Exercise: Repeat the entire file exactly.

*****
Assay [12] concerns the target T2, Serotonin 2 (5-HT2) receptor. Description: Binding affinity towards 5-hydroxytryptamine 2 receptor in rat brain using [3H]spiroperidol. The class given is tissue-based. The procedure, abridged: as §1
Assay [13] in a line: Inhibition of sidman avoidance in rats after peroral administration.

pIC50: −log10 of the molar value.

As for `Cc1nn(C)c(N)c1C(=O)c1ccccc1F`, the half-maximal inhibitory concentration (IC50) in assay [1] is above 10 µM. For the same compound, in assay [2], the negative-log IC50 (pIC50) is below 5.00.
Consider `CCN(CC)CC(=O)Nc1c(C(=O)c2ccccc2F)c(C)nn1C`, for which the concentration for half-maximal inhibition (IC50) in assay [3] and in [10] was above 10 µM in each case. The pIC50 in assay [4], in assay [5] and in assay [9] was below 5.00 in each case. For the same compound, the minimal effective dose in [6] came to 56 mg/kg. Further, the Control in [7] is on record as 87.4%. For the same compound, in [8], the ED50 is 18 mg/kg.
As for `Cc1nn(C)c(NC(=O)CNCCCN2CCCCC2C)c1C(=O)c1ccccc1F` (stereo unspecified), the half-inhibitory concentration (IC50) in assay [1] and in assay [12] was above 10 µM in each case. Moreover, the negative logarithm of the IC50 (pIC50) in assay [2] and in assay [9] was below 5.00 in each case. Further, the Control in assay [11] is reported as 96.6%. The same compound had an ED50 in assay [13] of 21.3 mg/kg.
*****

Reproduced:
Assay [12] concerns the target T2, Serotonin 2 (5-HT2) receptor. Description: Binding affinity towards 5-hydroxytryptamine 2 receptor in rat brain using [3H]spiroperidol. The class given is tissue-based. The procedure, abridged: as §1
Assay [13] in a line: Inhibition of sidman avoidance in rats after peroral administration.

pIC50: −log10 of the molar value.

As for `Cc1nn(C)c(N)c1C(=O)c1ccccc1F`, the half-maximal inhibitory concentration (IC50) in assay [1] is above 10 µM. For the same compound, in assay [2], the negative-log IC50 (pIC50) is below 5.00.
Consider `CCN(CC)CC(=O)Nc1c(C(=O)c2ccccc2F)c(C)nn1C`, for which the concentration for half-maximal inhibition (IC50) in assay [3] and in [10] was above 10 µM in each case. The pIC50 in assay [4], in assay [5] and in assay [9] was below 5.00 in each case. For the same compound, the minimal effective dose in [6] came to 56 mg/kg. Further, the Control in [7] is on record as 87.4%. For the same compound, in [8], the ED50 is 18 mg/kg.
As for `Cc1nn(C)c(NC(=O)CNCCCN2CCCCC2C)c1C(=O)c1ccccc1F` (stereo unspecified), the half-inhibitory concentration (IC50) in assay [1] and in assay [12] was above 10 µM in each case. Moreover, the negative logarithm of the IC50 (pIC50) in assay [2] and in assay [9] was below 5.00 in each case. Further, the Control in assay [11] is reported as 96.6%. The same compound had an ED50 in assay [13] of 21.3 mg/kg.